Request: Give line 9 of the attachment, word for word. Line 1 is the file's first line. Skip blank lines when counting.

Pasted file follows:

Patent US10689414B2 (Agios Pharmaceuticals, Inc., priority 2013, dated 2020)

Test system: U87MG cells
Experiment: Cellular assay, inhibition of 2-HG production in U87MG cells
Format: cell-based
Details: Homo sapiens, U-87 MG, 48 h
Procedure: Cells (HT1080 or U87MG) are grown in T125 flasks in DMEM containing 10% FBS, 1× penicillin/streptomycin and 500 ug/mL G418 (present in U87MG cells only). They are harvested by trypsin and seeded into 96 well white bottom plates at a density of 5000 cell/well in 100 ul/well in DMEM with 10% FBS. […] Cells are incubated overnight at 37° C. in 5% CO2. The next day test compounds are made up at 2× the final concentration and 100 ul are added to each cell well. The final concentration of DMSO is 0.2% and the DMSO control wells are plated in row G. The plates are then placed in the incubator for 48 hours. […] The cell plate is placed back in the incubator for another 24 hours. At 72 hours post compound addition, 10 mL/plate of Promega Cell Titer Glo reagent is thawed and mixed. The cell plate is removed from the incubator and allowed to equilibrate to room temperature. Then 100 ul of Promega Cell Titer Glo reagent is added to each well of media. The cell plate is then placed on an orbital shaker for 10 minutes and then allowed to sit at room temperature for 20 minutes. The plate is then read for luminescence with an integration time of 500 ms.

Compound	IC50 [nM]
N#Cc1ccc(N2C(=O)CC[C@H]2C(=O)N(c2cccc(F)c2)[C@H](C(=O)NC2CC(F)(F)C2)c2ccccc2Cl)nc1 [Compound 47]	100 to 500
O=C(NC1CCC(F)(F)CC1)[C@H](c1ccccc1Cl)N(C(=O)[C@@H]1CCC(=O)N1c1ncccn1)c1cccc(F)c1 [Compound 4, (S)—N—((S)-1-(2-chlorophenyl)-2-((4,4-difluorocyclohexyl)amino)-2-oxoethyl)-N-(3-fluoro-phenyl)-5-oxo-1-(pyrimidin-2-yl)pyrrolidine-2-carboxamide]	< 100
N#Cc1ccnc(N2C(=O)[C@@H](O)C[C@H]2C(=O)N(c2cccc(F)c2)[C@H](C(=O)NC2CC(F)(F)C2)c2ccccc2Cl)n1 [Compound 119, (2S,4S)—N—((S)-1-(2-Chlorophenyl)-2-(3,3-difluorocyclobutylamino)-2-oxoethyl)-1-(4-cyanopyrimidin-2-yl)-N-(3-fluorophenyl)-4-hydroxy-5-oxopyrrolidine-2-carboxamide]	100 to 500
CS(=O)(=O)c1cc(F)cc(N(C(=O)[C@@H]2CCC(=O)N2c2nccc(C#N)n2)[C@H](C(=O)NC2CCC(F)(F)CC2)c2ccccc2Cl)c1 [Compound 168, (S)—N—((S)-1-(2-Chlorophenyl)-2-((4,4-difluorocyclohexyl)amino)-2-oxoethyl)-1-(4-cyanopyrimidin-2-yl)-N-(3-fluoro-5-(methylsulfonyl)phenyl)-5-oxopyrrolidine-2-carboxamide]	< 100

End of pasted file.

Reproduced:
O=C(NC1CCC(F)(F)CC1)[C@H](c1ccccc1Cl)N(C(=O)[C@@H]1CCC(=O)N1c1ncccn1)c1cccc(F)c1 [Compound 4, (S)—N—((S)-1-(2-chlorophenyl)-2-((4,4-difluorocyclohexyl)amino)-2-oxoethyl)-N-(3-fluoro-phenyl)-5-oxo-1-(pyrimidin-2-yl)pyrrolidine-2-carboxamide]	< 100